Nov 2015 14

Age related muscle loss

By: Dave Wheeler

Until the age of  about 30 you put on muscle mass, with your muscles getting stronger and bigger.

But, as I've mentioned before from about 40 years old onwards we actually lose muscle mass. It's not that it's harder to put on, we lose it!

Research published by Southampton University earlier this month confirmed, not surprisingly, that the greater the muscle loss, the more likely the risk of falls and fractures.

I say "not surprisingly" because it's our muscles that help us provide balance and stability to joints to stop us falling, and which provide some shock absorbency - so if muscles become wasted, then we're not going to be as stable or as able to withstand knocks and falls.

 

Sarcopenia: age-related muscle loss

The term sarcopenia is used in 2 senses in the medical world:

  • firstly it's descriptive of a natural process of muscle loss due to age - it comes to us all
  • secondly (and confusingly) as a diagnosis of an accelerated version of the natural process (confusingly!)

In extreme cases, people can lose up to 1% muscle mass per year, but it's important to recognise that that's an extreme. That sort of loss of muscle loss is going to happen in people who lead an inactive life. 

Again, that's not much of a surprise - we all know someone that's spent an extended length of time in a hospital bed and seen muscle wastage. Age-related muscle degeneration will obviously, then, be more pronounced in people who aren't active.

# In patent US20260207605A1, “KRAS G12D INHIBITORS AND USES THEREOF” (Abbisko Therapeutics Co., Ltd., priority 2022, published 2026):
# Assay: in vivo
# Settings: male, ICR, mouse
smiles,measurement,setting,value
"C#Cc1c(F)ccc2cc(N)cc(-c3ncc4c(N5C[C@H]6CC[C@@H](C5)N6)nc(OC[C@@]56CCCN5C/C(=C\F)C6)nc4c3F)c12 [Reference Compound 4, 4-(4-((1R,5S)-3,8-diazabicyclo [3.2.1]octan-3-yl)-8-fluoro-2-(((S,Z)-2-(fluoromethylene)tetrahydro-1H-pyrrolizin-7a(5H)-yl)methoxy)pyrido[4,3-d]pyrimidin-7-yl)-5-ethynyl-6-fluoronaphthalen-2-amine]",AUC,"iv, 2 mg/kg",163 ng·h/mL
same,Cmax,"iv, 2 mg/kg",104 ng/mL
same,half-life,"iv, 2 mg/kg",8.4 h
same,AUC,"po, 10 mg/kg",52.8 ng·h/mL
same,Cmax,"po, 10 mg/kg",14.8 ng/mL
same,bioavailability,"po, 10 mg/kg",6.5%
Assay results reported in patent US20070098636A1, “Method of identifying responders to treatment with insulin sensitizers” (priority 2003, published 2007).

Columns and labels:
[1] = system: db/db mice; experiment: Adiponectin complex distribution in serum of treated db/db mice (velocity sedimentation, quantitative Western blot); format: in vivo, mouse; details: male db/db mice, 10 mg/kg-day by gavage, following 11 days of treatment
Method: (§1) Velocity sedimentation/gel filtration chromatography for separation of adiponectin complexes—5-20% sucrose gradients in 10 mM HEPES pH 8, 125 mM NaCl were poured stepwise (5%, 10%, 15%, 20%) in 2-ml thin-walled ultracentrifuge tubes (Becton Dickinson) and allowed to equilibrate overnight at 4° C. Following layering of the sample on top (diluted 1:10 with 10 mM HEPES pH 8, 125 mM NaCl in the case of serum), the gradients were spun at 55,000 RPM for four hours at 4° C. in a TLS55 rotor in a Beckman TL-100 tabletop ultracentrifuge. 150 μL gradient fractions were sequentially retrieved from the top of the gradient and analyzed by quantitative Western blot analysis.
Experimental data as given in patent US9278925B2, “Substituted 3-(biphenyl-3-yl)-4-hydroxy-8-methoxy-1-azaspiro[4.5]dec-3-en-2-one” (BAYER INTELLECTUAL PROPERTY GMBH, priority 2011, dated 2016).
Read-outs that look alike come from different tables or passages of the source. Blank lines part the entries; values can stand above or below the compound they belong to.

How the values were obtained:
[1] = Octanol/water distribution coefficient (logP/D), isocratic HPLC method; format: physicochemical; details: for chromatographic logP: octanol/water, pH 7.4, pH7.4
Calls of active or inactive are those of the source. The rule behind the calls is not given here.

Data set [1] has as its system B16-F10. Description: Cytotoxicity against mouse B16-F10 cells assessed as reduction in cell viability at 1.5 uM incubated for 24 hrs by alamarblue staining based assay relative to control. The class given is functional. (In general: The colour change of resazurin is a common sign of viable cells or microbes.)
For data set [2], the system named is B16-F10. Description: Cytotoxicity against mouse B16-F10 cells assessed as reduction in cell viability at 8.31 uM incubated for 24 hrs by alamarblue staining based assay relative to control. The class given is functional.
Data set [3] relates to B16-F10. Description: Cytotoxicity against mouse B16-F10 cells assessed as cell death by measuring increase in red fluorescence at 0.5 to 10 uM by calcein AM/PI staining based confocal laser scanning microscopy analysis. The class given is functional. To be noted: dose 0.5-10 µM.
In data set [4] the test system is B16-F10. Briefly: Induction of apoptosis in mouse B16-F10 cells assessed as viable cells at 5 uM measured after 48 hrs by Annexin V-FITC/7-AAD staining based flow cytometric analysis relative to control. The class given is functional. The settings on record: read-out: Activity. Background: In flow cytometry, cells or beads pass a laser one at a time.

There's a bit of a catch-22 situation here: with muscle loss comes a loss of stamina and also muscle weakness. These mean that exercise becomes  harder. This reduced activity again reduces muscle tone. It's a vicious cycle.

Age-related muscle mass is seen in everyone, it's just much more pronounced in couch-potatoes!

 

The causes of sarcopenia - why do we lose muscle with age?

It probably won't surprise you to learn that we don't really know why muscles start to atrophy with age. Some of the factors seem to be:

  1. A decrease in the production of growth hormones
  2. A decrease in the body's ability to produce proteins
  3. A reduction in the number or sensitivity of nerve cells which stimulate muscle movement

all of these are necessary for muscle growth.

 

The cure for age-related muscle mass

Whilst sarcopenia is a natural phenomenon that comes to us all, the rate of muscle loss can be slowed by exercise. Of course, given the vicious circle mentioned above, it can be hard to get started and to get right.

Because of the nature of the muscle loss, the best form of exercise is resistance exercise, typically using resistance bands. To be honest, this is something best supervised by someone who knows what they're doing - best to seek out a PT who has some experience behind them and is used to helping older people.

Whilst loss of muscle mass is normal with age, it can be slowed with exercise, and a program that starts off gently, takes account of your age, body and exercise history will really help keep you stable and less prone to injury.